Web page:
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In an effort to rebuild the Forum post crash, here is my contribution. A step by step how to remove and re-place a fuel pump. The maintenance was performed on a 1996 Caprice wagon. Basically all of the B/D tanks mount the same, just different filler neck and ventline location.

First off you'll want to raise the rear of the vehicle a good amount. The rear wheels of the Wagon were about 3" off the ground, this was just enough for me to use my transmission jack to keep the tank mounted on it and slide it out. You're results may vary. Safety note: chock the front wheels or put something in front to keep the car from rolling foward.

Here is the filler neck and vent line connection. There two hose clamps on the filler neck, and one on the vent line. Loosen both on the filler neck so you twist the rubber hose to help free it off the tank mount. When the tank mount end comes loose, tighten back up the other end.


These are the tank strap mount bolts, They are 13mm and a pain to get back in place. Loosen and remove the nut, but leave the bolts in place for now. Take the cross stap nut off and push the tank strap out of the way.



Now position a floor jack or transmission jack underneath the tank to support it. I used a floorjack with a peice of wood cut to fit in between the tank straps to help balance it. Put some pressure on the tank to take the load off the bolts for the straps. The bolts should come out with little effort.


Lower the tank a little bit and slide the jack towards the rear as you lower to keep the tank balanced. Remove the hose connection at the filler neck and cover up the port to prevent a fuel leak. I used two ziploc bags and safety wire. Worked pretty good, the tank tipped over and didnt get much of leak.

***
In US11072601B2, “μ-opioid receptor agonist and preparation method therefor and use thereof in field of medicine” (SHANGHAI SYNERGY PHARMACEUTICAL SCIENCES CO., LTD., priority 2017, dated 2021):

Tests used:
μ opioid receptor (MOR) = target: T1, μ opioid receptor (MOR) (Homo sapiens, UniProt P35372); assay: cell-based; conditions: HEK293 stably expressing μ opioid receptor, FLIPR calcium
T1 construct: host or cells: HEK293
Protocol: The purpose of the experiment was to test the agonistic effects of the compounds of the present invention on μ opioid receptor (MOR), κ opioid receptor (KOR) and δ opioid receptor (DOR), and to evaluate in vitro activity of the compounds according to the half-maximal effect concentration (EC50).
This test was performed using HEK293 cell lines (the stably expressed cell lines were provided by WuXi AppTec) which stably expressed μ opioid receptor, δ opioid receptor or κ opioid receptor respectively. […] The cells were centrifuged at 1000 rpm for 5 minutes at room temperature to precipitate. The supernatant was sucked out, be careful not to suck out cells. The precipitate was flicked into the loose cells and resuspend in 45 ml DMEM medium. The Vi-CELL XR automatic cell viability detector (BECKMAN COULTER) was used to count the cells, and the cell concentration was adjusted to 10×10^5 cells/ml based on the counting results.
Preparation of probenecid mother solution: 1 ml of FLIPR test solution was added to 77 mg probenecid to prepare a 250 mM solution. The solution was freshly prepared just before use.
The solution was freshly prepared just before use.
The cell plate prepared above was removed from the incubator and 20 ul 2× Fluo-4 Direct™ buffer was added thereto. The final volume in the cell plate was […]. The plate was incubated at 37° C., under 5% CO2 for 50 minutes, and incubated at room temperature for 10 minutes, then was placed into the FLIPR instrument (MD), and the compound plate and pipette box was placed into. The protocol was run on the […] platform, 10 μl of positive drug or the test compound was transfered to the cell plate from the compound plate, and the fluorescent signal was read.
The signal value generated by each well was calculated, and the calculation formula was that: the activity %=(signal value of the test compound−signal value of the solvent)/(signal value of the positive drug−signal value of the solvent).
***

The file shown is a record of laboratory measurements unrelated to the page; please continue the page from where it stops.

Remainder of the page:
Now get under the car and disconnect the the retainer for the fuel suppy/return and evap lines. Its directly above the rear end.


Now I tried to cheat but it didnt work out, I tried to remove the fuelpump and sender assembly without fully dropping the tank. Don't bother you'll waste your time.


To be continued.
 

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Discussion Starter #2 (Edited)
You will need a fuel line disconnect tool, I have a cheap Lisle set I bought from Sears. You need these tools!


With the tank lowerd a bit you have easier acess to the fuel suppy and return lines. Move the rubber boot out the way and you'll see the QD. Use the disconnect tools. Select the appropiatly sized one and with the sleve facing up into the connection push it in. You might have to puch the line a little to get it in. It should slide in and then pull the lines apart. If its taking alot of effort, stop your no fully ***-engauging the QD.


Now you're ready to drop the tank and pull it out so you can work on it. Dont forget to diconnect the wiring harness from the retainers on the body. Once the tank is out you should clean the area above it before removing the retianing ring for the fuelpump and sender assembly. The retainer is held in place with Six 10mm nuts. Pull out the fuelpump and sender assembly.


Remove the wiring and Take the cap off of the fuelpump housing, there a few tabs. Be carefull when pulling out the purple wire, it has a tight retainer and you wouldnt want to break the sender assembly. I would strongly suggest you install a new in tank harness. Compare the new one to the old one and make sure the wres are in the proper terminal location.